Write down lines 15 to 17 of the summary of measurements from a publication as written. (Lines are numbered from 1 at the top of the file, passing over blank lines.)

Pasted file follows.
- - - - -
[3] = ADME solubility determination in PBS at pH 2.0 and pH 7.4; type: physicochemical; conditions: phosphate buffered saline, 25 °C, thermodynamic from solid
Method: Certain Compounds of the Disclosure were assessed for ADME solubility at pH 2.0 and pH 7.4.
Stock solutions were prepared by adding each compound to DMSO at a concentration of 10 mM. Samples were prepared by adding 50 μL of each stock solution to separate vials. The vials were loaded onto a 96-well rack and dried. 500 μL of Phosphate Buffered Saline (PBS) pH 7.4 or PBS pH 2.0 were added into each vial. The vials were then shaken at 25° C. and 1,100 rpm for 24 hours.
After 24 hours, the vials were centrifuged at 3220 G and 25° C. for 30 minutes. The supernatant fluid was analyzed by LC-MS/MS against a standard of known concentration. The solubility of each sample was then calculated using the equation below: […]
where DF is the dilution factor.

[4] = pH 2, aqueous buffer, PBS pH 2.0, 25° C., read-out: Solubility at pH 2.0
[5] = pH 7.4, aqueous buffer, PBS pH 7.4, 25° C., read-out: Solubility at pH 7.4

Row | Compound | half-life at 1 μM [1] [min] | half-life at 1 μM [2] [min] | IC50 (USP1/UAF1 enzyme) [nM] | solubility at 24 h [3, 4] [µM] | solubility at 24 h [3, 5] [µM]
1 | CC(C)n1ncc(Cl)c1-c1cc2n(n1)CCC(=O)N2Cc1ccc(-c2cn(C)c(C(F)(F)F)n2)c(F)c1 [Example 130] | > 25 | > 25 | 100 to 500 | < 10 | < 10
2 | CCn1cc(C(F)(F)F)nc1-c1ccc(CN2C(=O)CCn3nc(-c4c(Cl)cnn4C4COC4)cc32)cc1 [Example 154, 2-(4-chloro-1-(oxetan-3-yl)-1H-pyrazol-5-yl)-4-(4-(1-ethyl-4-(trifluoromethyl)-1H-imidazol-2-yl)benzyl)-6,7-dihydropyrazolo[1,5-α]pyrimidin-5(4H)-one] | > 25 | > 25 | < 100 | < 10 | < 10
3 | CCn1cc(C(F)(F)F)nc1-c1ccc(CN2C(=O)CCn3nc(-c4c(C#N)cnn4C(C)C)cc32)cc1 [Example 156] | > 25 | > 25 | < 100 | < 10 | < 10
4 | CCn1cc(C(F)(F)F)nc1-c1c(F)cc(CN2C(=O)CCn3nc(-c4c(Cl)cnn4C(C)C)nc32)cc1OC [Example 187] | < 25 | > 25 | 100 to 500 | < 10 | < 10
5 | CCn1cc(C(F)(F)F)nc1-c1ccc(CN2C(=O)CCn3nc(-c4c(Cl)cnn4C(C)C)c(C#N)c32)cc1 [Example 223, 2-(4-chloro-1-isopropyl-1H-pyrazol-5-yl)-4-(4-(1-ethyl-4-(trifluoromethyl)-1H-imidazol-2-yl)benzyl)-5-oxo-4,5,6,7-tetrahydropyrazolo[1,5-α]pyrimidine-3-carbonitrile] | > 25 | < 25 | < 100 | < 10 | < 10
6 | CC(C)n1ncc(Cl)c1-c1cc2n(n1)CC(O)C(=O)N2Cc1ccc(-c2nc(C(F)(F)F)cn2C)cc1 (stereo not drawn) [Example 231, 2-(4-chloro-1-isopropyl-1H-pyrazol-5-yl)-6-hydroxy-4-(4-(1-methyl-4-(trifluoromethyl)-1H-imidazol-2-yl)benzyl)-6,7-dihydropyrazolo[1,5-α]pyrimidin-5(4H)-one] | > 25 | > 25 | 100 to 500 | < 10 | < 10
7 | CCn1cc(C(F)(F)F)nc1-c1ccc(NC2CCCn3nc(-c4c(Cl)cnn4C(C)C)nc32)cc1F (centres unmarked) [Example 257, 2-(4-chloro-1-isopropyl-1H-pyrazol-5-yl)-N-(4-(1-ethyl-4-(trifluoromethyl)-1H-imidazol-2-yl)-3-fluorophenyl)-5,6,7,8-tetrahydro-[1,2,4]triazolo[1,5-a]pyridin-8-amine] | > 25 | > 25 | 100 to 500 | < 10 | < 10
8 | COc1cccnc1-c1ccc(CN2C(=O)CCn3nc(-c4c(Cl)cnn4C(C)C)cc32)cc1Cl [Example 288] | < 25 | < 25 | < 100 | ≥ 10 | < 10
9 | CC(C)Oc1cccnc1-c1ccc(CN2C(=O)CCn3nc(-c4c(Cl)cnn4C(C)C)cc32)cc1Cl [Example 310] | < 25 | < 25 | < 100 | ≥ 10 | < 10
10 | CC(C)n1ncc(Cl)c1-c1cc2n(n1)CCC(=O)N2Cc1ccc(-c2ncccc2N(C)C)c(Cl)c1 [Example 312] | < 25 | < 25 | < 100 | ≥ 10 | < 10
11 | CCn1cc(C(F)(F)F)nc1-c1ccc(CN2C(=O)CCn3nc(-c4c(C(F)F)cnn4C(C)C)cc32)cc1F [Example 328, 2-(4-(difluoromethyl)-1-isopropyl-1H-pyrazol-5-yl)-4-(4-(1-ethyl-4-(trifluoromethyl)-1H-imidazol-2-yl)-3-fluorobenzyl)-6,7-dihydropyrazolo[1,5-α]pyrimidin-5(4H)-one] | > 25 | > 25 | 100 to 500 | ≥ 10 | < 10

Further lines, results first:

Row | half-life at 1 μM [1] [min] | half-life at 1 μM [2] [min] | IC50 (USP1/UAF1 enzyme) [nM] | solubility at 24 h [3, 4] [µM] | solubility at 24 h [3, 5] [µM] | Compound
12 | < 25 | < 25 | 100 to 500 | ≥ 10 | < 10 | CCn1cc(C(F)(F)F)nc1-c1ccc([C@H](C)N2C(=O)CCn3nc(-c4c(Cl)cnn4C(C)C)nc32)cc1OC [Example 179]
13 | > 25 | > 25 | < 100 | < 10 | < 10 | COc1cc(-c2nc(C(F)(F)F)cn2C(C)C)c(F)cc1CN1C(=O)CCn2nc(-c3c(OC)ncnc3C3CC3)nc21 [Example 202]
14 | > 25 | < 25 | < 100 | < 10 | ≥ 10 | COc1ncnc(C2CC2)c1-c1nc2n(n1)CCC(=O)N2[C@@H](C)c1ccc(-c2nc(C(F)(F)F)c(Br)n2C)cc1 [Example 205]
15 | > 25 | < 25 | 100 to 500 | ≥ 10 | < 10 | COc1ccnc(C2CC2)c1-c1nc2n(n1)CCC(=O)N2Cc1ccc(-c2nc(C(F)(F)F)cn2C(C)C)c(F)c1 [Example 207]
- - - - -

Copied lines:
7 | CCn1cc(C(F)(F)F)nc1-c1ccc(NC2CCCn3nc(-c4c(Cl)cnn4C(C)C)nc32)cc1F (centres unmarked) [Example 257, 2-(4-chloro-1-isopropyl-1H-pyrazol-5-yl)-N-(4-(1-ethyl-4-(trifluoromethyl)-1H-imidazol-2-yl)-3-fluorophenyl)-5,6,7,8-tetrahydro-[1,2,4]triazolo[1,5-a]pyridin-8-amine] | > 25 | > 25 | 100 to 500 | < 10 | < 10
8 | COc1cccnc1-c1ccc(CN2C(=O)CCn3nc(-c4c(Cl)cnn4C(C)C)cc32)cc1Cl [Example 288] | < 25 | < 25 | < 100 | ≥ 10 | < 10
9 | CC(C)Oc1cccnc1-c1ccc(CN2C(=O)CCn3nc(-c4c(Cl)cnn4C(C)C)cc32)cc1Cl [Example 310] | < 25 | < 25 | < 100 | ≥ 10 | < 10